Weissbier is a wheat beer of the Bavarian Royal Household, which became available to the general public only in 1872. It is a white ale of golden shade that has ABV of 4-6% and characteristic hints of cloves and bananas, which can be attributed to Munich brewer’s yeast. This recipe goes over the full technology and classic recipe for unfiltered wheat beer, which is best suited for making beer at home.
Among the required beer making equipment you’ll need a 30-35 liter cooking vessel, digital thermometer for precise temperature control, fermentation vessel along with an airlock, 3 jars (two 3-liter and one half-liter) with metallic caps, and last but not least—beer bottles.
Make sure to keep your hands absolutely clean for the whole duration of cooking the mash, otherwise, you risk infecting it and spoiling the whole batch. Steam sterilization and iodine disinfection are optional but highly recommended.
Ingredients for 25 liters of wheat beer
- Pilsen malt – 3 kilos
- Wheat malt – 2 kilos
- Munich malt – 0.7 kilos
- Danstar Munich yeast – 11 grams
- Hallertau Blanc hops – 14 grams for bitterness
- Saphir hops – 14-20 grams for fragrance
- Water – 32 liters
Wheat Beer Recipe
Mix and grind the malt. Heat 22 liters of water to 52 °C, add the malt and stir till homogenous. Heat the mash to 65 °C. Maintain the temperature in the range of 64-66 °C for 40 minutes, mixing intermittently to prevent the malt from burning.
Heat the mash to 72 °C, maintain the temperature for 25 minutes. After this, raise the temperature to 78 °C and cook for 15 minutes. Heat 10 liters of water to 78 °C in a separate vessel. This water will be used for cleaning purposes.
Take the mash off the stove. Filter it using any filtration system to separate the remaining particles of the malt from the liquid part.
Place the vessel containing the malt above the cooking pot containing the filtered mash. Wash the malt evenly across the surface with the pre-heated water. The hot water helps washing out useful beer ferments out of the malt.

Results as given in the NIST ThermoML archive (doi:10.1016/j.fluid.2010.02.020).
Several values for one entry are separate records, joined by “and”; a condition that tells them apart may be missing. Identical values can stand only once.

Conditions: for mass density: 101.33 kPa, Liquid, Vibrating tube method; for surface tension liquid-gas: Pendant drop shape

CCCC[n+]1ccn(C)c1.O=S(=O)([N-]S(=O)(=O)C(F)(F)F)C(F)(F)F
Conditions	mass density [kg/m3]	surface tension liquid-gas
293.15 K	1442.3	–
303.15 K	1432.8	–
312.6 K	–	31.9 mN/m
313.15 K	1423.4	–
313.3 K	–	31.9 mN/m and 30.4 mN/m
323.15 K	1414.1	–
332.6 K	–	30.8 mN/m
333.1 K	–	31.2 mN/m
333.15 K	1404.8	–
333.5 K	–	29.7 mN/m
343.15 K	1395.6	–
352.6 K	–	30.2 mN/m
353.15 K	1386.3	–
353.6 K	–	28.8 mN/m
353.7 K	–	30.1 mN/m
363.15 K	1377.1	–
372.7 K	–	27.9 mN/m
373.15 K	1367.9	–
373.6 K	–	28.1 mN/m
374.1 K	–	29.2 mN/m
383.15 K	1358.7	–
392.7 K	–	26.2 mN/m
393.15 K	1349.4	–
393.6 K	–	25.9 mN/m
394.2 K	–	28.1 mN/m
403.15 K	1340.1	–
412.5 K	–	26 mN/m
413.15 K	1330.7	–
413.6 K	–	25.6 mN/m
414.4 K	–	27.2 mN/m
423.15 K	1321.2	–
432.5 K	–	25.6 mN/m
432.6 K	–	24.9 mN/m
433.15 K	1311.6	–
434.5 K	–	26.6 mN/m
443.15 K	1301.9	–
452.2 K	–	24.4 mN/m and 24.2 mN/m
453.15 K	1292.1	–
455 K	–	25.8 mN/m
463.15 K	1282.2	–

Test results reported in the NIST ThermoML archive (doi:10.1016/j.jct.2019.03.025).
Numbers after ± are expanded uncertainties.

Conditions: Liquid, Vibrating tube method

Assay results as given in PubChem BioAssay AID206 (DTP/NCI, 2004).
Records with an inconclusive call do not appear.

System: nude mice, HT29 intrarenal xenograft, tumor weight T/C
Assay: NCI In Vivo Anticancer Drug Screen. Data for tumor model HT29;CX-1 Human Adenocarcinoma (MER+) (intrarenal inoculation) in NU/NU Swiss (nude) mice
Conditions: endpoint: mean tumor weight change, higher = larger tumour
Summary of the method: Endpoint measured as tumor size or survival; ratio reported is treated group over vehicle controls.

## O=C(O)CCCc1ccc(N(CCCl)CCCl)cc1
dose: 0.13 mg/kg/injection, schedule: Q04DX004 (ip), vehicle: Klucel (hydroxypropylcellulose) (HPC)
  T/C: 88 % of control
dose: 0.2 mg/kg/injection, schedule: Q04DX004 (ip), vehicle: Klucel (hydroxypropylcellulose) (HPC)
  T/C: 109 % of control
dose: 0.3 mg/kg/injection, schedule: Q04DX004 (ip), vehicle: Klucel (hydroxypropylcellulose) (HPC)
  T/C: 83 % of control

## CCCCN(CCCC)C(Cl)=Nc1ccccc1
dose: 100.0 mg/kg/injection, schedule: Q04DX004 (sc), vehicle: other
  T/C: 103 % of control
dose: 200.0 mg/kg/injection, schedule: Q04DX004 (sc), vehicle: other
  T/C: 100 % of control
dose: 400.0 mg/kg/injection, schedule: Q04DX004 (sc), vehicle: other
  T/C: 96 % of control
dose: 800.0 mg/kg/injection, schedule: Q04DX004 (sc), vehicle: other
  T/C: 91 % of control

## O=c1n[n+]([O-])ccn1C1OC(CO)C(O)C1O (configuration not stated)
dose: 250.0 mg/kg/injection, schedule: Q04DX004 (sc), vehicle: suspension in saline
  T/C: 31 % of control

Put the filtered liquid mash (you no longer need the malt) on the stove once again and bring it to a boil. During the heating process remove the foam and different suspensions from the surface as the mash should be clear when adding the hops.
Cook the soon to be wheat beer for 10 minutes. Add the Hallertau Blanc hops. After 65 minutes, add the Saphir hops. Cook for another 5 minutes. The whole cooking process lasts for 80 minutes. Concurrently with the cooking process sterilize the 3-liter and half-liter jars as well as their caps by steaming them for 10 minutes. Right after steaming the jars cover them with the sterilized caps. Pour 150 ml of boiling hot water in the half-liter jar.
Collect primer into the 3-liter jar—2.5 liters of boiling mash (10% of the total amount) to carbonize the beer. Cover the jar and place it upside down. Once it cools down to room temperature turn it over and keep in a fridge or cellar. Take the mash cooking pot off the stove and immediately cool it down to 25 °C. The less time it takes you to cool it down, the lower the risk of the mash getting infected and turning sour.
Open the sterilized half-liter jar and add yeast (the water should be no hotter than 20 °C). Afterwards, cover the jar and shake it 3 times each 5 minutes. Decant the mash into the fermentation container (preferably straining it through a disinfected sieve).
Strained wheat mash prior to the addition of yeast
Add activated beer yeast (from the jar). Stir and install the airlock. Move the mash to a dark place with a temperature of 17-21 °C for 12-16 days. Once fermentation stops pour the primer in the mash by thin jets. Now install the airlock and leave for 30 minutes. This time is enough for the second fermentation, which will enrich the beer with carbon dioxide.
Sterilize the wheat beer bottles by first preparing iodine solution—add 2 ml of iodine to 5 liters of water. Soak the caps in the solution and fill the bottles with it. Turn over the disinfected bottles to drain the remaining solution. Do this for every bottle.
Bottle the beer and leave at least 3-5 cm of empty space. If you’re using plastic bottles, gently squeeze them to remove excess air and then seal them with the caps. Leave the young wheat beer in a dark place at 18-20 °C for 4 days.
Move the bottles to a fridge or cellar and leave for 4-6 days of aging.
Homemade wheat beer has shelf-life of up to 4 months and tastes better in the first 1-2 months. It has ABV of 4-5%.